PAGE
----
18. Anvil: The Story of Anvil (2009) (Read full review here)
I’ve always been a junkie for documentary films, but I’m especially partial to ones involving music. Seeing a filmmaker dissect and let us into the world of talented musicians reveals much about their personalities and their art. However, the definition of a music documentary has been shattered this past year with the release of’ Anvil! The Story of Anvil’ an epic look inside a highly influential Canadian metal band whose has endured more struggle than success. In a day and age of extreme pessimism, this is a film is a reminder that anything is possible. However, instead of placing your hopes and dreams in some fictional world of make believe, Lips, Robb and Anvil are very real and ultimately, it is what makes the film so remarkable because it reinforces the hope.
17. The Station Agent (2003)
This is a wonderfully quirky film with some of the richest characters to ever appear on celluloid. The story does not matter because the characters of this film are so rich and deep that I was disappointed when the movie was over. I felt like I was leaving the party too early. It's a simple film of a dwarf (Peter Dinklage) who loves trains and inherits property next to a station in a small New Jersey town. Here he reluctantly befriends hot dog stand owner Joe (Bobby Cannavale) and an emotionally distant Olivia (Patricia Clarkson). It's a simple story in which we get to see all of the characters show wearing different emotions on their sleeves. Every frame of this movie is genuine. The emotion is so real that you feel like you are sitting there right next to them while they discuss their lives. These three main characters are so distinctive that I could watch them do almost anything and it would be compelling.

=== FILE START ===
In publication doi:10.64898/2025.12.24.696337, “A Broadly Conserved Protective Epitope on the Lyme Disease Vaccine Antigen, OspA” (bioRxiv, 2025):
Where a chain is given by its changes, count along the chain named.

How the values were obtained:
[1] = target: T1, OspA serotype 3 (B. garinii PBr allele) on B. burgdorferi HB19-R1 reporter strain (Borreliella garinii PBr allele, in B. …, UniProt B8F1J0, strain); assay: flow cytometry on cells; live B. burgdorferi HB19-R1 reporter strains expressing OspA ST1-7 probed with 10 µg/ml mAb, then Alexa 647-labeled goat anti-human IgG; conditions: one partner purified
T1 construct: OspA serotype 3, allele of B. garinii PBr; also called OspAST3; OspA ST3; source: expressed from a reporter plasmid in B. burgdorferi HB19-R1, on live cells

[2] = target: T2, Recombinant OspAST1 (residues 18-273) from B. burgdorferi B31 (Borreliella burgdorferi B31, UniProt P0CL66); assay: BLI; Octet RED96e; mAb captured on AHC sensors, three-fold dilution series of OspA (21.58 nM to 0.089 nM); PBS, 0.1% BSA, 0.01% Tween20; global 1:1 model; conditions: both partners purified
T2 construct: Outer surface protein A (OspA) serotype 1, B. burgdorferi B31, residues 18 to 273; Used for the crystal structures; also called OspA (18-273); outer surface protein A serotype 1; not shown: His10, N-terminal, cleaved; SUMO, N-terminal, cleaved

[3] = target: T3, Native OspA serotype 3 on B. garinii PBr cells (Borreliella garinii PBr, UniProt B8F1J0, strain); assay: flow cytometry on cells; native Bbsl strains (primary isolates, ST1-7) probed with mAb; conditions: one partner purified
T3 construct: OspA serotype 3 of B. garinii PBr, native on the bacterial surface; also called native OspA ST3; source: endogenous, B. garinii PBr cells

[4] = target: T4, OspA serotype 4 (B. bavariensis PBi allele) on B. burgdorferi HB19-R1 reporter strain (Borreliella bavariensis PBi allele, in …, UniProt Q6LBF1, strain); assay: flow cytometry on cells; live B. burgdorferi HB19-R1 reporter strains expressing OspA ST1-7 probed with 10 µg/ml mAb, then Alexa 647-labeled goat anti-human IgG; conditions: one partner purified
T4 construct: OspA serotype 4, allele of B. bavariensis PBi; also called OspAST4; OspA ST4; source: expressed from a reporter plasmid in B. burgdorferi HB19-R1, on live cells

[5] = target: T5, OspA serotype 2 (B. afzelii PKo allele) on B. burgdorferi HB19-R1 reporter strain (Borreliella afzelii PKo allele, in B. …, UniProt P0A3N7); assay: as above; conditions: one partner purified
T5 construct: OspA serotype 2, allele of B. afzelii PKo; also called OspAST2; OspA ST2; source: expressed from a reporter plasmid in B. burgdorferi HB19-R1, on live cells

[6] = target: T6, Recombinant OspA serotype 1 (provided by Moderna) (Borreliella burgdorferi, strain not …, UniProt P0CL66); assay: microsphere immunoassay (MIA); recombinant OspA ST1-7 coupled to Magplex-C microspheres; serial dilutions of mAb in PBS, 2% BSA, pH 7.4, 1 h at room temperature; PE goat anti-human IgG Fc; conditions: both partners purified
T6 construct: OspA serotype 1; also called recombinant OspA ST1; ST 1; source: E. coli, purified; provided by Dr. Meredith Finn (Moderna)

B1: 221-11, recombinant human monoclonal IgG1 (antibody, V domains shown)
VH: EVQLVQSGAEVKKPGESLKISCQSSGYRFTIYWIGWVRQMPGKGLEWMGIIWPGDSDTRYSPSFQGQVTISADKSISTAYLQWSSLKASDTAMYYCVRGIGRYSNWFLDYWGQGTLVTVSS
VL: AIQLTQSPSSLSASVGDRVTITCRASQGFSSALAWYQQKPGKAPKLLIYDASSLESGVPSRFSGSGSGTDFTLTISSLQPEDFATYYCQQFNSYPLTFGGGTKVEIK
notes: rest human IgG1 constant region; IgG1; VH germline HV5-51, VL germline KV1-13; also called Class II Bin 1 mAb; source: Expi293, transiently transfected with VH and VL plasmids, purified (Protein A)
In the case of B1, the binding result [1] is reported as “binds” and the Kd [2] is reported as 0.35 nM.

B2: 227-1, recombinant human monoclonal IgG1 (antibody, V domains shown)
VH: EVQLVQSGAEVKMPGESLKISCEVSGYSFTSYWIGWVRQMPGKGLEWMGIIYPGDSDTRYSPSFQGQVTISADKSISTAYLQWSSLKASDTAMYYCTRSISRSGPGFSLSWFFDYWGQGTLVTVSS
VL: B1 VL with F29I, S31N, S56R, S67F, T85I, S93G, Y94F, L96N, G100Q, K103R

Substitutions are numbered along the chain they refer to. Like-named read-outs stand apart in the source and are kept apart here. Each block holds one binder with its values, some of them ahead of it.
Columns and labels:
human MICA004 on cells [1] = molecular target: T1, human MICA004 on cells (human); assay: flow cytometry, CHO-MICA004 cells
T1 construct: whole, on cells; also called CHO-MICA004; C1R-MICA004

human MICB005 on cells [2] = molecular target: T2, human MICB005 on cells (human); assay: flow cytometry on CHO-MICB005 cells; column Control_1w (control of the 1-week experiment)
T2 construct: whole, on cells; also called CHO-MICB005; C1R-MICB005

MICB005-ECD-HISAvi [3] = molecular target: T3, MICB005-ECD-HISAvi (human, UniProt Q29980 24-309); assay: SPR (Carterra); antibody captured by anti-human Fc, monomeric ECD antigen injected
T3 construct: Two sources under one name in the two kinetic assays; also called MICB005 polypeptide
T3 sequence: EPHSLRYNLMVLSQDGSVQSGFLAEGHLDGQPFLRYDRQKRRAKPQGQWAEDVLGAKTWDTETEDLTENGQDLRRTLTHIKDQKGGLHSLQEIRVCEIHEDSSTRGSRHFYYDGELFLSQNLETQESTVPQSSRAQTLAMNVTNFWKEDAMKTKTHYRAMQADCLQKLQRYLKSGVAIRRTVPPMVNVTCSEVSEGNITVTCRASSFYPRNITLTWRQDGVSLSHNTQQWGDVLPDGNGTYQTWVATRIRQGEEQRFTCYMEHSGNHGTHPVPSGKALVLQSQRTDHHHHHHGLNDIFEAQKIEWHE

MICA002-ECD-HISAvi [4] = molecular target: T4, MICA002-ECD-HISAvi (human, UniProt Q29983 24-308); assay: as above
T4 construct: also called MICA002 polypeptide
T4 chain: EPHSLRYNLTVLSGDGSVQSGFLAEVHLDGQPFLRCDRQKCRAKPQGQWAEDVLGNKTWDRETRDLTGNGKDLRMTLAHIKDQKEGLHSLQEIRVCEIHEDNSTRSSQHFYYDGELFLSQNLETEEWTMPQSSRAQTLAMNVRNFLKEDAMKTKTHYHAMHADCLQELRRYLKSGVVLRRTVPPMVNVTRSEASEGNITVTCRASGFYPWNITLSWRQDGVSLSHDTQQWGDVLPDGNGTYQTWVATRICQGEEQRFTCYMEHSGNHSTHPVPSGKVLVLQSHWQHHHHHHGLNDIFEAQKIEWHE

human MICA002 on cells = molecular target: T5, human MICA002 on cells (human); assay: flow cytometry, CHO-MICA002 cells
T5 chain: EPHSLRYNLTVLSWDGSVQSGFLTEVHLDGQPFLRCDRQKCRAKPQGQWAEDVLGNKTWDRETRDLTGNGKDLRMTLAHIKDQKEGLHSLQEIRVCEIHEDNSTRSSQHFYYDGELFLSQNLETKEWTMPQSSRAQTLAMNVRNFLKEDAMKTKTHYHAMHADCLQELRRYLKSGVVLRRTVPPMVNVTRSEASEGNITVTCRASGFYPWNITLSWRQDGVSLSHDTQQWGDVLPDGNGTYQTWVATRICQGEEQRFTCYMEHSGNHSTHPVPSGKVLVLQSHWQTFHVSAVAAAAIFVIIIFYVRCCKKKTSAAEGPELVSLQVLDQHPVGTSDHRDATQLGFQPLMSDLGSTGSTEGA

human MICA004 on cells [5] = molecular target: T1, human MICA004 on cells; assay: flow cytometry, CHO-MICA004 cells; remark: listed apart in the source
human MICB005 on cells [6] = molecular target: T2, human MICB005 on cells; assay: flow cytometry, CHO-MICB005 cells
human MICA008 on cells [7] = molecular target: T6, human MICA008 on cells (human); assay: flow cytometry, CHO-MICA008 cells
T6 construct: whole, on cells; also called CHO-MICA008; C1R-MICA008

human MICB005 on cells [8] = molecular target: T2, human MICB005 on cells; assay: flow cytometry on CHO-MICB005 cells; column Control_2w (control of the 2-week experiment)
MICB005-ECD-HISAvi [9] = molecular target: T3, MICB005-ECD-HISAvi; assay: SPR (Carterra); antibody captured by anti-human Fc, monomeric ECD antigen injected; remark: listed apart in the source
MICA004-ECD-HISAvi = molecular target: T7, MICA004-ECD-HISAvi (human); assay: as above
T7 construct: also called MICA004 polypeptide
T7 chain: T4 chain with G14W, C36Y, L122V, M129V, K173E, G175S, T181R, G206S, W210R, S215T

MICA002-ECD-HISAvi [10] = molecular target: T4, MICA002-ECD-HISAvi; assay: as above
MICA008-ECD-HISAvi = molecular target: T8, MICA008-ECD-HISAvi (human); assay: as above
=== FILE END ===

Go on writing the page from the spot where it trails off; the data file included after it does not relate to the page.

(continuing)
16. Wonder Boys (2000)
Michael Douglas delivers one of the best performances as a college professor who wrote one brilliant novel and has been unable to follow it up ever since. Curtis Hanson’s direction is delicate and as is the pacing, the characters and the sharp script. Full of rich supporting performances (Katie Holmes, Tobey Maguire, Robert Downey Jr) and a story that was continually unfolding, I lost myself in this film, numerous times. Faced with a few game changing situation, Douglas’ character (Grady Tripp) has to make some tough life altering decisions. But ultimately, by choosing an alternate path, he finally lives.
15. Before The Devil Knows Your Dead (2008)
This film can be summed up in two words; pure perfection. Every scene and moment in this Sidney Lumet directed film is beyond luminous with career defining performances from Ethan Hawke, Philip Seymour Hoffman and Marissa Tomei. Albert Finney is a tour de force in this thriller that is more about karma than about bad luck; a top to bottom masterpiece about a crime gone terribly wrong.
14. Up (2009)
If your eyes don’t well up in the opening fifteen minute prelude to this film, you have no soul. Only in a Pixar film could a senior citizen be the hero of the film that involves adventure, life lessons and love. There’s a reason Pixar has had ten huge hits in a row. Beneath the eye popping animation are stories with soul and ‘Up’ is one of their best.
13. Brick (2006)
The biggest surprise of 2006, a highly intellectual film based around a high school murder is so much more than meets the eye. The rich dialogue in this film owes a debt of gratitude to Quentin Tarantino and David Mamet, but surprisingly, instead of attempting to sound like those two, the characters have their own distinctive voice. The world and characters he created was one I didn’t want to leave. While the drama is elevated, in truth, is that high school is dramatic and challenging and this is what makes this world so fascinating. Rian Johnson is a director to watch in the future.
12. Munich (2005)